Kentucky Derby runner-up Eight Belles, the first filly to run the race in nine years, was euthanized on the track after breaking both front ankles moments after crossing the finish line.

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LOUISVILLE, Ky. — With heart and determination, Eight Belles ran the race of her life in the Kentucky Derby on Saturday. But just after crossing the wire second behind Big Brown, Eight Belles, the only filly in the race, collapsed after breaking her front ankles. She was euthanized on the racetrack.

“There was no way to save her,” said her trainer, Larry Jones. “She couldn’t stand. There was no way to even think about trying to save her.”

Jones was visibly shaken as he spoke to reporters at his barn on the Churchill Downs backstretch after the race. A veteran horseman who won Friday’s Kentucky Oaks with Proud Spell, he had difficulty handling what happened to Eight Belles.

“These things are our family, “Jones said. “We put everything into them that we have, and they give us everything they have. They put their lives on the line, and she was glad to do it.”

Eight Belles was also entered in the previous day’s Oaks, but the owner Rick Porter had so much confidence in her that he decided instead to take on the male horses in the Kentucky Derby. He knew it would be a daunting task. Only three fillies have won the Kentucky Derby in its 134-year history, and none since Winning Colors in 1988.

Eight Belles was up to the challenge. Ridden by Gabriel Saez, she was no match for the Richard Dutrow Jr.-trained Big Brown but was easily second, finishing three and a half lengths in front of Denis of Cork.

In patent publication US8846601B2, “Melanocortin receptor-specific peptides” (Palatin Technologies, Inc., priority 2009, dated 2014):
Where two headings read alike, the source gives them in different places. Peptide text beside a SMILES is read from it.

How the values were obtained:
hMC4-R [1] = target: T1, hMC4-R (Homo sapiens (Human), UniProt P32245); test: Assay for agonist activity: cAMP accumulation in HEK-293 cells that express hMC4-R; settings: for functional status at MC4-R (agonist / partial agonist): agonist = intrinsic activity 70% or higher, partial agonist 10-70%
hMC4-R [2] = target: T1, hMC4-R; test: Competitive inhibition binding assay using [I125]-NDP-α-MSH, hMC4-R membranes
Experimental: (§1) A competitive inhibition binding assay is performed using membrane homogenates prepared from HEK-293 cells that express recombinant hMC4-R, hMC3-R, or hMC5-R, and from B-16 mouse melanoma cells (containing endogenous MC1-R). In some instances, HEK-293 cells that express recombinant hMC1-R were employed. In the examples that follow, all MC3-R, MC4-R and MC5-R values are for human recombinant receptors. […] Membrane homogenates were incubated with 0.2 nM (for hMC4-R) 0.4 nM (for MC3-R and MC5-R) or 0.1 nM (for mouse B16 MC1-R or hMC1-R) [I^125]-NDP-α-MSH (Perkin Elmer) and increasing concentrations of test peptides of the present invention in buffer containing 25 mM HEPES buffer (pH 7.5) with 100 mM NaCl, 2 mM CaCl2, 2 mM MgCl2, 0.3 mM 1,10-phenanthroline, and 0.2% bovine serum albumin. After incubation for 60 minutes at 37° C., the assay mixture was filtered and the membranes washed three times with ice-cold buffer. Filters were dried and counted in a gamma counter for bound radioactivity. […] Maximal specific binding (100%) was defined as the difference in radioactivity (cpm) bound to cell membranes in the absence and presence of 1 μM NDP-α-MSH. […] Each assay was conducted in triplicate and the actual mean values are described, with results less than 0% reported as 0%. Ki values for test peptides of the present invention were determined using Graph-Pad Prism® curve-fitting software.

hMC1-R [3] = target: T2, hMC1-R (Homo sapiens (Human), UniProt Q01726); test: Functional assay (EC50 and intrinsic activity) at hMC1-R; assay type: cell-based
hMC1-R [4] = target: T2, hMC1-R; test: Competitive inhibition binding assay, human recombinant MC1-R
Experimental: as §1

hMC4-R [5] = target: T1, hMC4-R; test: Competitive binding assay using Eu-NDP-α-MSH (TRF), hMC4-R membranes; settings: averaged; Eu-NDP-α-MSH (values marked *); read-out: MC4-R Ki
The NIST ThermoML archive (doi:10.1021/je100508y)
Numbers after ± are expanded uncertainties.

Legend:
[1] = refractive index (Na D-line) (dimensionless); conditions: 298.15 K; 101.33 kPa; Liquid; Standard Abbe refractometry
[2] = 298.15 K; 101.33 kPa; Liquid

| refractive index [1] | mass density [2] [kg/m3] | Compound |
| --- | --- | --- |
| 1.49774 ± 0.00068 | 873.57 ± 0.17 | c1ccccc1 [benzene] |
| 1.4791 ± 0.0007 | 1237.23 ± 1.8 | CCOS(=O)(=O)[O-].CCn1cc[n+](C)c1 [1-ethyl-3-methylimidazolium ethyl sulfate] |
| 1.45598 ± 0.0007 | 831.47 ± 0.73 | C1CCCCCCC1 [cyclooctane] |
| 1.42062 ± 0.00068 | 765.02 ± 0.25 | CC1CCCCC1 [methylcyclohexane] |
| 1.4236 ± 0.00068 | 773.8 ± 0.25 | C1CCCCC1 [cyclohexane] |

“You don’t know why it happened,” Jones said “She ran a whale of a race, the race of her life. She ran great. I didn’t see the replay, but she apparently got beat by a horse who is as good as Mr. Dutrow said he is. I know she was easily second.”

Eight Belles came to a stop about three-sixteenths of a mile past the finish, where Saez dismounted.

“After we passed the wire, I stood up,” Saez said. “She started galloping funny, and I tried to pull her up, but she went down.”

After briefly standing, she collapsed to the track. The horse ambulance and a crew of veterinarians quickly arrived, but there was nothing they could do to save her life.

“She didn’t have a front leg to stand on to be splinted and hauled off in the ambulance, so she was immediately euthanized,” said Dr. Larry Bramlage, an on-call veterinarian representing the American Association of Equine Practitioners.

When asked how a horse could finish a race, then break down when being pulled up, Bramlage said: “That’s not terribly unheard of. Horses really tire. They are taking a lot of load on their skeleton because their muscles are fatigued. So we will occasionally see a catastrophic injury after the wire when the horse is slowing down. The difficult thing to explain with her is it’s so far after the wire, and she was easing down like you’d like to see a horse slow down by that point. And then all of a sudden, it goes over the brink in both legs. I don’t have an explanation for it because I have no background to draw on.”

Eight Belles was an undistinguished 2-year-old filly who won just one of five starts. She turned a corner this year, winning her 3-year-old debut by 15 lengths. She kept progressing throughout the year, winning all four of her starts, including the Fantasy and the Honeybee Stakes at Oaklawn.

Porter decided to enter the Oaks as a backup plan in case Eight Belles drew a poor post in the Derby. When she drew No. 5, the owner and trainer declared that she was a certain Derby starter and remained confident throughout the week that she belonged in the Derby.

Eight Belles, won five of nine career starts, earning $308,650.

Though horse racing has had a number of high-profile breakdowns in recent years, the Kentucky Derby had not been plagued by serious accidents or injuries over the last few decades.

On Friday, Chelokee, a horse trained by Michael Matz, broke down in the Alysheba Stakes. Bramlage reported Saturday that Chelokee was doing well and may survive. Matz is the trainer of Barbaro, who won the 2006 Kentucky Derby only to break down in the Preakness and eventually be euthanized.